Oscar-Winning Actor Maximilian Schell Dies at 83

Associated Press
Joan Crawford presented Maximilian Schell with his Oscar for "Judgment at Nuremberg" in 1962.

The actor won his Oscar in 1962 and later was honored with nominations for "The Man in the Glass Booth" in 1975, and for best supporting actor in "Julia" in 1977.

Maximilian Schell, who won a best actor Oscar for his towering performance as the German defense attorney in Judgment at Nuremberg,has died at the age of 83. He also received Oscar nominations for The Man in The Glass Booth (1975), and Julia (1977).

Schell's agent, Patricia Baumbauer, said Saturday he died overnight at a hospital in Innsbruck, Austria, following a "sudden and serious illness," the Austria Press Agency reported.

The multi-talented Schell received two Academy Award nominations for Best Foreign Film: In 1970, he received that nod for his production of First Love (Erste Liebe), his maiden writing-directing effort; in 1974, for The Pedestrian (Der Fussganger). Schell won a Golden Globe for The Pedestrian.

In 1992, Schell added a Golden Globe for his supporting performance in the HBO miniseries Stalin.

It was only his second Hollywood role, as defense attorney Hans Rolfe in Stanley Kramer's classic Judgment at Nuremberg, that earned him wide international acclaim. Schell's impassioned but unsuccessful defense of four Nazi judges on trial for sentencing innocent victims to death won him the 1962 Academy Award for best actor. Schell had first played Rolfe in a 1959 episode of the television program Playhouse 90.

Inordinately talented, Schell also performed as a concert pianist, including performances with the Berlin Philharmonic and Vienna Symphony. A conductor on occasion, Schell also performed under the baton of Leonard Bernstein.

In recent years, he suffered from acute pancreatitis, collapsing at the Baltic Pearl Film Festival in August 2000.

Despite leading-man looks, Schell eschewed star-driven, mainstream projects. Known to take on heady projects as well as creative risks, he produced an adaptation of Franz Kafka’s The Castle, and he wrote, directed and produced an adaptation of Ivan Turgenev’s First Love. He received the Actor of the Millennium” award at the Baltic Peral Film Festival in Latvia in 2000.

The son of Swiss playwright Hermann Ferdinand Schell and Austrian stage actress Noe von Nordberg, Schell was born in Vienna on Dec. 8, 1930, and raised in Switzerland after his family fled Germany's annexation of his homeland. Schell followed in the acting footsteps of his older sister Maria and brother Carl, making his stage debut in 1952.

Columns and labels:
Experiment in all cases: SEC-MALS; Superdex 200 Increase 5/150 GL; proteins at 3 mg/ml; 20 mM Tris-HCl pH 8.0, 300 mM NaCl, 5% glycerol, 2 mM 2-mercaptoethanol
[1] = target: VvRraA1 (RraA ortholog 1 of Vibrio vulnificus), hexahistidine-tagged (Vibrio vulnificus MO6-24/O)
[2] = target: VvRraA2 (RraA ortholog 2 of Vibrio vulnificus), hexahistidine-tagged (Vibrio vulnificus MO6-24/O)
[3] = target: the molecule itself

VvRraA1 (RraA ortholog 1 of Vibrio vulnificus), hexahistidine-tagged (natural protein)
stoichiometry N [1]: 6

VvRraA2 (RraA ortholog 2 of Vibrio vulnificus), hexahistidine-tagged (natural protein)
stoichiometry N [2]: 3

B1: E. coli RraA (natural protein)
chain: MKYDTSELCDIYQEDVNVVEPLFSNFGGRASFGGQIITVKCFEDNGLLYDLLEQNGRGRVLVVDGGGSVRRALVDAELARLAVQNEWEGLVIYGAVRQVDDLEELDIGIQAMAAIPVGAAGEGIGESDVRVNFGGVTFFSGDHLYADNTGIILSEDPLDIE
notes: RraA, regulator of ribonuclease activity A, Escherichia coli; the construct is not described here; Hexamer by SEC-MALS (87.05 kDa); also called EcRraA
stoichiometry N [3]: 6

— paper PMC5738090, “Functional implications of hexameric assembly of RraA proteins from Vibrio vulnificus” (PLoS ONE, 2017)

He then appeared in a number of German films before relocating to Hollywood in 1958. He also made an engrossing documentary on Marlene Dietrich, who had played an S.S. officer’s widow in Judgment at Nuremberg. However, Dietrich backed out on participating in the documentary at the last minute; nevertheless, Schell created a captivating portrait of her, utilizing audio interviews over an array of clips and images.

Schell’s European background made him an ideal player for a number of movies about World War II. He co-starred in a number of them, most prominently A Bridge Too Far, which centered on the logical complications of an Allied airdrop behind Nazi lines. Along with James Coburn, he starred in Sam Peckinpah’s Cross of Iron.

Schell also co-starred in such fare as the caper-thriller Topkapi and Counterpoint, where he played a Nazi S.S. commander. He co-starred with his actress sister Maria in the Frederick Forsyth thriller The Odessa File.

Schell’s European manner and accent worked well when he was cast in such international thriller-mysteries as Getting Away With Murder (1976), which also starred Jon Voight, Jacqueline Bisset and Donald Sutherland. Along with John Houseman, Schell imbued evil elegance onto the J. Lee Thompson crime caper, St. Ives (1976), which starred Charles Bronson.

He also performed in his share of popular, generic entertainments, including Players, a romantic potboiler centered around the world of tennis, starring the Love Story-hot Ali McGraw and the late Dean-Paul Martin. Undeniably, Schell brought a sheen of respectability to generic projects, including John Carpenter’s Vampires, and Deep Impact, as well as a 1968 TV version of Heidi. He also directed and co-starred in the TV movie Candles in the Dark (1993).

In 1990, Schell gave a smartly nutty turn in the gangster-comedy The Freshman, which starred Marlon Brando. More recently, he appeared in such idiosyncratic fare as Festival in Cannes (2001), a comedy that intertwined the stories of three women at the Cannes Film Festival.

In a 2002 documentary entitled My Sister Maria, Schell portrayed his loving relationship with his sister, who died in 2005.

Information from The Associated Press was used in this article.